Pandemic Impacts Student Mental Health; Suspensions of Young Children; + Remembering Dudley Williams


This weekly segment by Democrats for Education Reform CT looks at the top education stories Democrats are watching, providing bite-sized analysis and links to recent articles. On the roster this week: The Pandemic’s Impact on Students’ Mental Health, Addressing Suspensions of Young Children, and Remembering Dudley Williams.


Pandemic’s Impact on Students’ Mental Health

In the wake of COVID-19, children in Connecticut and nationally are in a declining state of emotional health. One doctor in a Hartford Courant article observed thatbeyond all of the obvious stresses of pandemic living"children don't have the luxury of perspective, so changes in the life of a child are monumental." Rates of anxiety, depression, and other mental health issues among adolescents, in particular, have skyrocketed. Even for children who had previously done well academically, focusing on a screen all day has disrupted connections with teachers and classmates, and taken a serious toll. Many pediatricians, child psychologists and psychiatrists are fully booked, and patients at hospital emergency departments may wait for several days because the systems are so inundated. Indeed, hospitals are seeing an increase not only in the number of cases, but also in the severity. For instance, according to yesterday's CT Mirror article on the issue, Connecticut Children's Medical Center "expects to flag 20,000 kids in FY 2021 for suicidal ideation, a tenfold increase."


Although the summertime, increased vaccination rates, and improved COVID-19 metrics across the state may offer some respitetransitioning back to in-person learning will be another anxiety-provoking hurdle for many kids. Monday's Education Week explores what schools can do to help—including hiring more school psychologists and counselors, using telehealth services, training educators on identifying and responding to mental health issues, and investing in social-emotional learning curricula.


Discriminatory Suspensions for Our Youngest Students in School

Last week, Representative Robyn Porter, Kathryn Scheinberg Meyer of the Center for Children's Advocacy, and Sarah Eagan from the Office of the Child Advocate published a joint opinion in CTNewsJunkie. The piece focused on the high rates of suspension among children of color aged 3 to 7. Almost 2,000 Connecticut children in this age group were suspended in the 2018-19 school year, 70% of them children of color. The opinion identifies this ostracization of children as a violation of federal civil rights law and observes that it does nothing to address the underlying issues that cause a child to misbehave. When young children in school act out, they need support, not suspension.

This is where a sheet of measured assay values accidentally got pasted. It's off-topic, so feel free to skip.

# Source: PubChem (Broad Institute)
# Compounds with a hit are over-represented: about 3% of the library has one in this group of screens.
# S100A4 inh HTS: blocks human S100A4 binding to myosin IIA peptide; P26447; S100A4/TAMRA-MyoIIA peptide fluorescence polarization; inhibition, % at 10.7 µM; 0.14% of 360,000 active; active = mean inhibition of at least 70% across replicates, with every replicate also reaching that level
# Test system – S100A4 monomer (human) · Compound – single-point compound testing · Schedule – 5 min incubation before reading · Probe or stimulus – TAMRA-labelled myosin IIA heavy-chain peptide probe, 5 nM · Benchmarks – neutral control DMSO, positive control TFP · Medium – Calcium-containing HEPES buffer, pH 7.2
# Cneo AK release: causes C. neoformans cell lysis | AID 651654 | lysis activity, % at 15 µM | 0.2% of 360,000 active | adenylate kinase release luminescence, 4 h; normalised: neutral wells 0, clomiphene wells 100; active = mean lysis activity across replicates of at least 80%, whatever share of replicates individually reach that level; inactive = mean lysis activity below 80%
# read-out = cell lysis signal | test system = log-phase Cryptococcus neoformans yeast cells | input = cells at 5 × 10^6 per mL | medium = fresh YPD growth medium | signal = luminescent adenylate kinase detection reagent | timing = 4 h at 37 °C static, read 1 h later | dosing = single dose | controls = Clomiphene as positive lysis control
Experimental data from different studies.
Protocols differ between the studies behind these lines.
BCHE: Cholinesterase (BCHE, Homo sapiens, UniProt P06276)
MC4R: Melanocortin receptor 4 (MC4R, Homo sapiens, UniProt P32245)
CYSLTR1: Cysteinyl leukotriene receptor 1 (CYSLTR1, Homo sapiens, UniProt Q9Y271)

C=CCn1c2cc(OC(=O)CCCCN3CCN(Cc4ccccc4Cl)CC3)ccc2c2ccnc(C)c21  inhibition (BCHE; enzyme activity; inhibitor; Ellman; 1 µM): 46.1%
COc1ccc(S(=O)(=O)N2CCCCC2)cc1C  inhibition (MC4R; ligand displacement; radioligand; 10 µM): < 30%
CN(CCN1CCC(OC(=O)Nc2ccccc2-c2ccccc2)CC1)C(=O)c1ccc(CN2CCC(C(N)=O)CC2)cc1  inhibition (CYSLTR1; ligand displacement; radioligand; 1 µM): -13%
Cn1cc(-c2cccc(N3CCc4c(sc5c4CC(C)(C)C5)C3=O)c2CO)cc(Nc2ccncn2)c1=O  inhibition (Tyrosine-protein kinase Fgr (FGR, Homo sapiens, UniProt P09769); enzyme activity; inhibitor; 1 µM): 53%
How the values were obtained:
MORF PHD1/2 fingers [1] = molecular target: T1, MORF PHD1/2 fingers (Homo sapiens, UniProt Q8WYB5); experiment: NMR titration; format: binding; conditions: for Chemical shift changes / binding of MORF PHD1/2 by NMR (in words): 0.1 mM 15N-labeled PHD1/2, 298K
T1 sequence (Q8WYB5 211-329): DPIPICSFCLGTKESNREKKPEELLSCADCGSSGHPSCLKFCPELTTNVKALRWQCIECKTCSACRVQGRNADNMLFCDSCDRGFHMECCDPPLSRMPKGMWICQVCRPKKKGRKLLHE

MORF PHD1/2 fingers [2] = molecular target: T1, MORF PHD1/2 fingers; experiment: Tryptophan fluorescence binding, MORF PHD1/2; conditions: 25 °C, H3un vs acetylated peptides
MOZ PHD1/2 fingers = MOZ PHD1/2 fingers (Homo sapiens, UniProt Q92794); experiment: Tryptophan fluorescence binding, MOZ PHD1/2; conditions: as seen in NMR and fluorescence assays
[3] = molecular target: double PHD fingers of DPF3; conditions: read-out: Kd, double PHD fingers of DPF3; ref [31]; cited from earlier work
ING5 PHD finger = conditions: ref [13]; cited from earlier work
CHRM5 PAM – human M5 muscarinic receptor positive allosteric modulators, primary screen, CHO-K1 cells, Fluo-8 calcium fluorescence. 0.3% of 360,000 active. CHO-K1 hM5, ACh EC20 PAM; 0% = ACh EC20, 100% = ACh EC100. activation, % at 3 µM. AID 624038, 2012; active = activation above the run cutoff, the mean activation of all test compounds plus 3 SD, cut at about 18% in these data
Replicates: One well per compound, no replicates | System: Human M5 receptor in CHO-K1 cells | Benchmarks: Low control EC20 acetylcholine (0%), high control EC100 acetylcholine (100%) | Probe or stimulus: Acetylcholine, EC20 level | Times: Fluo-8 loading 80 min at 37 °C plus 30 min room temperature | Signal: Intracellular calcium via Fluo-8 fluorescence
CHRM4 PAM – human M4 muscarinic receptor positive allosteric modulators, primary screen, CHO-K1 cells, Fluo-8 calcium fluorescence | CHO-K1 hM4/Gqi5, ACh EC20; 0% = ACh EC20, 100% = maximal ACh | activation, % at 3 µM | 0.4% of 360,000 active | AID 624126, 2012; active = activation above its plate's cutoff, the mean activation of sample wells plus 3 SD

Connecticut Mourning the Loss of Dudley N. Williams, Jr.

This past Friday, the Connecticut civic and business communities were saddened by the news of Dudley Williams' passing. Remembered by U.S. Senator Richard Blumenthal, and others, as a "shining star of public service," Dudley was a community leader and dedicated volunteer, both within Stamford and at the state-level. Amidst his many commitments, he was highly influential in the education reform arena, having served for a decade on the Stamford Board of Education and then been appointed to the Connecticut Commission on Educational Achievement by former Governor Jodi Rell. He also served on the State Education Cost Sharing Task Force, and on the Boards of the Connecticut Center for School Change, the Connecticut Council for Education Reform and Ready CT. In 2017after retiring as senior vice president of citizenship and diversity from GE Asset Management and becoming CEO of the Mill River Collaborativehe was named Stamford Citizen of the Year. By those who knew him and had the privilege of working with him, he is remembered as having been compassionate, humble, and deeply committed to families and children in our state.

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